Human activities remove and fragment the natural habitat of insect pollinators. This lack of biodiversity is a leading contributor to declining pollinator populations.
The way we build and perceive our environment is both rooted in culture and influenced by environment. You need not travel far to see how homes..
The humid, sub-tropical climate of the southeastern US provides conditions for an abundance of late-winter and early-spring flowering forbs that are capable of nurturing hungry insects.
It is estimated that by 2050, 68% of the world's population will live in cities; most of these urban landscapes have yet to be constructed, and if trends continue, much of that maintained landscape will incorporate monoculture turfgrass that offers limited habitat nor food security for pollinators.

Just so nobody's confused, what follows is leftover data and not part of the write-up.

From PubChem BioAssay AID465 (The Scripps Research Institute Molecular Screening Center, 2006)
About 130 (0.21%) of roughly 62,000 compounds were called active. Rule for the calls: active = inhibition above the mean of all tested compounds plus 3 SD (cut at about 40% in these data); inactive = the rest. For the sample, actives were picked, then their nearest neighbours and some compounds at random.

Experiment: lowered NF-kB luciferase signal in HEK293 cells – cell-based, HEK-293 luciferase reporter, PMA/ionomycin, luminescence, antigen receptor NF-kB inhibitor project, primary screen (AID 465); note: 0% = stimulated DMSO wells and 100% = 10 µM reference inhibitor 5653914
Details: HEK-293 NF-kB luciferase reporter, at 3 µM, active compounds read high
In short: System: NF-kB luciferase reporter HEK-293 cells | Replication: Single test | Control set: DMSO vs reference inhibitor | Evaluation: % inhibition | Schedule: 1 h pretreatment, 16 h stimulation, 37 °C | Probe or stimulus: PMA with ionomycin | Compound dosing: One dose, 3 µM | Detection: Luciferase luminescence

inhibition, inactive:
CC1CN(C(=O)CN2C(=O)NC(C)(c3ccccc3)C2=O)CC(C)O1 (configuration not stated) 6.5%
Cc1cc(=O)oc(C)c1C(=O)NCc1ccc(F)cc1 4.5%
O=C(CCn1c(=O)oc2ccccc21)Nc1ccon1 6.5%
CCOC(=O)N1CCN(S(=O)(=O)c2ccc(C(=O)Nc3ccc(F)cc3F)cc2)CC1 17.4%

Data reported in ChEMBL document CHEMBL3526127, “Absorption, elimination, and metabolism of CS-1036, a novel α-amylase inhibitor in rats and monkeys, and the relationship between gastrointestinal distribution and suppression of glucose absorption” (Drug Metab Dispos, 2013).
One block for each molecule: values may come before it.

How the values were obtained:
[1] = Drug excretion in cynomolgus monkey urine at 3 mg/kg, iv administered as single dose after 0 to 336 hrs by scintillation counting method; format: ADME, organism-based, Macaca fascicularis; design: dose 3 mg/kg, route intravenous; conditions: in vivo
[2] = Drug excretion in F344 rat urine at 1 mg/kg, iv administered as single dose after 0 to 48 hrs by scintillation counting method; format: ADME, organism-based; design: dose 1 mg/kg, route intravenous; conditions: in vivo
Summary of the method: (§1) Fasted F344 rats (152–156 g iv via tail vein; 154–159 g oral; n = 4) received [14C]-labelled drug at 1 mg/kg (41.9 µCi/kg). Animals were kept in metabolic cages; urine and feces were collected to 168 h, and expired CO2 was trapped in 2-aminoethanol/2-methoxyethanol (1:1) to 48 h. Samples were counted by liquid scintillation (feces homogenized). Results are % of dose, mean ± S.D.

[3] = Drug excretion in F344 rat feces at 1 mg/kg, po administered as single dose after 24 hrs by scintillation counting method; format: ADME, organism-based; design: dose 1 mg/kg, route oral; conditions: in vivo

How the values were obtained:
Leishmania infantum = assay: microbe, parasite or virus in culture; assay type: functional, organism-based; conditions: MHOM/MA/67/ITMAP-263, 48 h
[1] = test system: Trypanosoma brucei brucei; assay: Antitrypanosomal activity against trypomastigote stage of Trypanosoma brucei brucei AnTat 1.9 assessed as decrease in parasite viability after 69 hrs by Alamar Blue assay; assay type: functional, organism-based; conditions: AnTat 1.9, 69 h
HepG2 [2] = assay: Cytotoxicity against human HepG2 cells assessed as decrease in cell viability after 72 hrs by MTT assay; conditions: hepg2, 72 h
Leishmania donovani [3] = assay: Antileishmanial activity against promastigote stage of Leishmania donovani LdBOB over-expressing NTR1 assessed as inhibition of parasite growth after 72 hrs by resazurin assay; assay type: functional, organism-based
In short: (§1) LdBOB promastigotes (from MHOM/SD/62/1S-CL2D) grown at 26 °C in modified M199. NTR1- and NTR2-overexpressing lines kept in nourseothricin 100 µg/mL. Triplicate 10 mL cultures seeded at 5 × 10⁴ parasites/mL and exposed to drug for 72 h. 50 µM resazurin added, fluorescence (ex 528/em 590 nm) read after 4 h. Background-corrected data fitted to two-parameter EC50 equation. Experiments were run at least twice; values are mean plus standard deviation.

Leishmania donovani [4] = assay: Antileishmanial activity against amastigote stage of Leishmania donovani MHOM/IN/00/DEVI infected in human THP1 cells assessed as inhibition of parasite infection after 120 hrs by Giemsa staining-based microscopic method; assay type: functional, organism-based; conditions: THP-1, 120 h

Well-designed urban landscapes can help support the biodiversity of native pollinators so that they may provide pollination services to natural-area remnants and cultivated plants. One way to accomplish this is by providing urban environments with properly designed and managed green spaces, including lawns, parks, cemeteries, maintained highway and airport rights-of-way, athletic fields, and golf courses.